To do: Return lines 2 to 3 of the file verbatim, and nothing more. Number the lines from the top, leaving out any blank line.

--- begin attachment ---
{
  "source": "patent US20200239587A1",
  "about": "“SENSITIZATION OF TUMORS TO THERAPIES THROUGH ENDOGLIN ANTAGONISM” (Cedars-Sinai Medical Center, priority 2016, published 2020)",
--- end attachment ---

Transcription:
  "source": "patent US20200239587A1",
  "about": "“SENSITIZATION OF TUMORS TO THERAPIES THROUGH ENDOGLIN ANTAGONISM” (Cedars-Sinai Medical Center, priority 2016, published 2020)",